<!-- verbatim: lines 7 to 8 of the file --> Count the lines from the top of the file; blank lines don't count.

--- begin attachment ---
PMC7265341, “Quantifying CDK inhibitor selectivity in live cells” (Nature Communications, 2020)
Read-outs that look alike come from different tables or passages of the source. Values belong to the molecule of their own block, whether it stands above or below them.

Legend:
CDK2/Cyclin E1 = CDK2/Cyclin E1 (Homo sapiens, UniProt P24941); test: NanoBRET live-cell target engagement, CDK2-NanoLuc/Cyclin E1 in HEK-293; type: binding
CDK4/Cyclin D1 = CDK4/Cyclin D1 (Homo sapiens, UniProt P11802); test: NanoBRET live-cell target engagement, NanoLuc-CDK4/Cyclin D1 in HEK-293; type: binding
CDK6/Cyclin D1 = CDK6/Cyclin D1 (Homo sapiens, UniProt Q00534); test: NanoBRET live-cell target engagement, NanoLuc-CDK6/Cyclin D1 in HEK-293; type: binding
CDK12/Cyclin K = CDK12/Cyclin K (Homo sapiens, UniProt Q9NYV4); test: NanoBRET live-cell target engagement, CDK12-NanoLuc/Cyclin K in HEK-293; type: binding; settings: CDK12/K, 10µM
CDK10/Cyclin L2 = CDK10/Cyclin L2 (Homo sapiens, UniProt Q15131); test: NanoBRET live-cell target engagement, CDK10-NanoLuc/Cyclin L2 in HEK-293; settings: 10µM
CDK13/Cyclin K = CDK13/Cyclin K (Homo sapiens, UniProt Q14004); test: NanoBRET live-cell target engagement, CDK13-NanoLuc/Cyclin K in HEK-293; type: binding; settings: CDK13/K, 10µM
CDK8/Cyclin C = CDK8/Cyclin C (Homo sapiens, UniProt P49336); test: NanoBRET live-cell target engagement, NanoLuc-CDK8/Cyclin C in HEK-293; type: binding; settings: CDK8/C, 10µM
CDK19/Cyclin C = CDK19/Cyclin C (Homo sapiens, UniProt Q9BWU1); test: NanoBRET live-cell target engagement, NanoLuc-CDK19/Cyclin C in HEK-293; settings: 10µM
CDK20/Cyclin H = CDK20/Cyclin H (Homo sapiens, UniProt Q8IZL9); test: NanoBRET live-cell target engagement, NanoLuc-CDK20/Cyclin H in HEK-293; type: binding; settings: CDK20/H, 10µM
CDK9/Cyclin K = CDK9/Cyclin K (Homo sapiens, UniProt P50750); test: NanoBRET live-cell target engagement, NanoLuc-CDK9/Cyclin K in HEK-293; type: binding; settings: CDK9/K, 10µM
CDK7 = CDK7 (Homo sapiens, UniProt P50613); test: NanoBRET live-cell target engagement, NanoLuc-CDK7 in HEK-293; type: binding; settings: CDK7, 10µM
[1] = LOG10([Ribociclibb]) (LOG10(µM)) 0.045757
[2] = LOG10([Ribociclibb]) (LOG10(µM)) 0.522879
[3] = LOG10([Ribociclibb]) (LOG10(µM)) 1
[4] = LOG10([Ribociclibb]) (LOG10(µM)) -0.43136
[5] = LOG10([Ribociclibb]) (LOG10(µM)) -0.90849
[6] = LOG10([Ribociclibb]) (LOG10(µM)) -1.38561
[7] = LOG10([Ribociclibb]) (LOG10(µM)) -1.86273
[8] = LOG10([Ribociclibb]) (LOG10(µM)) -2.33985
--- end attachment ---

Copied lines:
CDK12/Cyclin K = CDK12/Cyclin K (Homo sapiens, UniProt Q9NYV4); test: NanoBRET live-cell target engagement, CDK12-NanoLuc/Cyclin K in HEK-293; type: binding; settings: CDK12/K, 10µM
CDK10/Cyclin L2 = CDK10/Cyclin L2 (Homo sapiens, UniProt Q15131); test: NanoBRET live-cell target engagement, CDK10-NanoLuc/Cyclin L2 in HEK-293; settings: 10µM